marine animals

What’s Creep, Crawly, and Bloo?

Or, Blue, rather! No costume necessary! This American Lobster (Homarus americanus) is one in a million! Typically a mottled brown tone, this rare guy is a brilliant blue because he is missing most of his yellow and red pigments.
Come learn about this magnificent blue lobster, and other rare colorations of these crustaceans, on display in the Seacoast

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Seal Rogers Williams

We just had to share this adorable photo from our friends at NMLC of Seal Rogers Williams—one of our rescues. He is looking great!!
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Learning Science by Doing Science

Thom Smith, an elementary school teacher in Bradford, NH  is currently on McAuliffe Sabbatical, collaborating with Center staff to develop a Rocky Shore Curriculum, which will be a free and readily available resource for elementary level educators upon its completion.
Thom Smith | McAuliffe Sabbatical | Elementary School Teacher, Bradford, NH
Originally posted on September 24, 2016 on

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National Marine Animal Health and Stranding Network Conference

Ashley Stokes | Marine Mammal Rescue Manager
On September 6-9, 2016, Marine Mammal Rescue Assistant Sarah Toupin and I attended the National Marine Animal Health and Stranding Network Conference in Shepherdstown, West Virginia. This conference, attended by organizations that do marine mammal rescue work throughout the United States, is only held about once every five years.
This was

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Swordfish Washes Up on Rye Beach

Karen Provazza | Director of Marketing
On Monday, September 12, 2016, our Marine Mammal Rescue Manager Ashley Stokes received an unusual report: a swordfish washed up on Cable Beach in Rye. While not a marine mammal, our Rescue Team was eager to assess the situation and equipped to remove the carcass from the beach.

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Why the Rocky Shore?!

 

Thom Smith’s Christa McAuliffe Sabbatical project is to create a free ecosystem curriculum on the rocky shore. The creation of this curriculum is a collaborative effort with the Seacoast Science Center and other partners. You can learn more about our partnership here.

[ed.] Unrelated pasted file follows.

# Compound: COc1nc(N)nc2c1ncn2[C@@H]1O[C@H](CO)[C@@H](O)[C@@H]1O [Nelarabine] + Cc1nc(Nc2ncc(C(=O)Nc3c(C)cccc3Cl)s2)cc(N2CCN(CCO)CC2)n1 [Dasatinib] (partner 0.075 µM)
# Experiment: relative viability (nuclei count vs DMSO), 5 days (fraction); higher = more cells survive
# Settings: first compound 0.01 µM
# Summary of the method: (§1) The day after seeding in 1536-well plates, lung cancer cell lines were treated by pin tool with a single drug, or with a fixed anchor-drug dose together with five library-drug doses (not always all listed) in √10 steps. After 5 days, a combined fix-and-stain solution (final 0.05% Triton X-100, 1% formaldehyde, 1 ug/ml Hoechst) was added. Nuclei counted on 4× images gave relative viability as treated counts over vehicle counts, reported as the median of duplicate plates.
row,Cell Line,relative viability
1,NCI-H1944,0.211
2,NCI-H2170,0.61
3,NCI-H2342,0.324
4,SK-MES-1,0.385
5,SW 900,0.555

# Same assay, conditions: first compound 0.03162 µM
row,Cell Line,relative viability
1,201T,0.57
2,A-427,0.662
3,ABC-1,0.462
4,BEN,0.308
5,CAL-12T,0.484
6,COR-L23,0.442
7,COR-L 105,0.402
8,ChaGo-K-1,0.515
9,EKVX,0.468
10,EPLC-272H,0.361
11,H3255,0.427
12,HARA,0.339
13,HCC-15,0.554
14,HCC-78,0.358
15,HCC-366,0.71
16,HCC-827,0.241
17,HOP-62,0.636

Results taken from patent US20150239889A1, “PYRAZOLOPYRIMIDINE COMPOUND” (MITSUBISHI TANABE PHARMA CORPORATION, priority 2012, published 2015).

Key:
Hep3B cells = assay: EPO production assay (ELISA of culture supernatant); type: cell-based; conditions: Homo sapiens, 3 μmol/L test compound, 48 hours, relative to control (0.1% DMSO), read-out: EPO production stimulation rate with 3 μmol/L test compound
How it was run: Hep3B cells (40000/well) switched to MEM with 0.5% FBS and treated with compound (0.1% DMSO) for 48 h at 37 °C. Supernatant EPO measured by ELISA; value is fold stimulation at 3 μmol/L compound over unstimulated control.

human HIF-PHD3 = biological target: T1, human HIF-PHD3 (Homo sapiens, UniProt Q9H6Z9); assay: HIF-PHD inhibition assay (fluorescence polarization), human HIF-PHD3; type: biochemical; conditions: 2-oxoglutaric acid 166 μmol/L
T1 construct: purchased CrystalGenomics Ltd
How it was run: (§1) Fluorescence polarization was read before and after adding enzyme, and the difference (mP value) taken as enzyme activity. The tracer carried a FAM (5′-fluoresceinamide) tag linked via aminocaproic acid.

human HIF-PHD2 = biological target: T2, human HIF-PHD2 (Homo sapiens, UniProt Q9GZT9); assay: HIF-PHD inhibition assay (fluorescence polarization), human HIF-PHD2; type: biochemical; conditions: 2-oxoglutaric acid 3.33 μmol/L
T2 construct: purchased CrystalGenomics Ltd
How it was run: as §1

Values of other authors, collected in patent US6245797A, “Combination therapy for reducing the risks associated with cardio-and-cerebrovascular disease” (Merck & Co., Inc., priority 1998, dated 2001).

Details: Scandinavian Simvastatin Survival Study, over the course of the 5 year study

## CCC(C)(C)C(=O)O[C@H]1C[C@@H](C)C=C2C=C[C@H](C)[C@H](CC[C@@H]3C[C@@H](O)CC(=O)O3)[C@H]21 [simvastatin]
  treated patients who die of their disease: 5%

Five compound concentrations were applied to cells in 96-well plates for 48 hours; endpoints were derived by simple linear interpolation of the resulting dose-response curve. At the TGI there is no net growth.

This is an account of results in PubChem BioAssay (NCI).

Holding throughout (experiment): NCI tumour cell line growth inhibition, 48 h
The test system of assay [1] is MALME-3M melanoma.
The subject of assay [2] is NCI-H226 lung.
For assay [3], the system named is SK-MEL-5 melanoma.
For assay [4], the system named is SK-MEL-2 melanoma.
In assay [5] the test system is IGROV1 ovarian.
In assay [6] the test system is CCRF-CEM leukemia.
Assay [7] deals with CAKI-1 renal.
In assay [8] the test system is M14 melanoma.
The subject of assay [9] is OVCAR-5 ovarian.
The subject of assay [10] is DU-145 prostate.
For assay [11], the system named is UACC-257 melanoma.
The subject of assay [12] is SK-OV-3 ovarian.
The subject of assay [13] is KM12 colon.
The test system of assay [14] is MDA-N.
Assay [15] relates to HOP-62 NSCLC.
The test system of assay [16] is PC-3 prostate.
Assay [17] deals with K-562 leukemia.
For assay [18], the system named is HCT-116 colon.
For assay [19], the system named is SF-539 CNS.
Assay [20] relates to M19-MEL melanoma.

Thom Smith | Third Grade Teacher, Kearsarge Regional Elementary School in Bradford, NH

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#OceanRunnerNH: The American Lobster

Crusher claws, cutter claws, pincher legs, and long whipping antennae make these arthropods a frightful sight for some, but we love them here at the Seacoast Science Center!  Find out why the American Lobster, Homarus americanus, is such a fascinating creature as Ocean Runner Nichole learns more about them from Seacoast Science Center Naturalist

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#OceanRunnerNH: Horseshoe Crabs 101

Horseshoe crabs, Limulus polyphemus, are often referred to as dinosaurs of the sea. Fossils show that the have lived on earth, unchanged, for about 480 million years! A horseshoe crab’s entire body is protected by a hard carapace, which molts when it grows. Ocean Runner Nichole is inspired to learn more about this ancient

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Weanling harbor seals showing signs of failure to thrive

A reporter from the Manchester Union Leader called to interview a Marine Mammal Rescue Team member after hearing word that several deceased harbor seals have been reported on New Hampshire beaches. In this article, MMRT Assistant Sarah Toupin explains that this is the time of year when weaker weanling harbor seals are challenged. The photo

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Manatee sightings on Cape Cod

Another amazing sighting, this time off of Cape Cod. Over the last few days, this 8 foot manatee has been spotted several times. Our colleagues at the International Fund for Animal Welfare (IFAW) are keeping a close eye the manatee, monitoring its whereabouts and health status. Because Manatees are warm water marine mammals, it will

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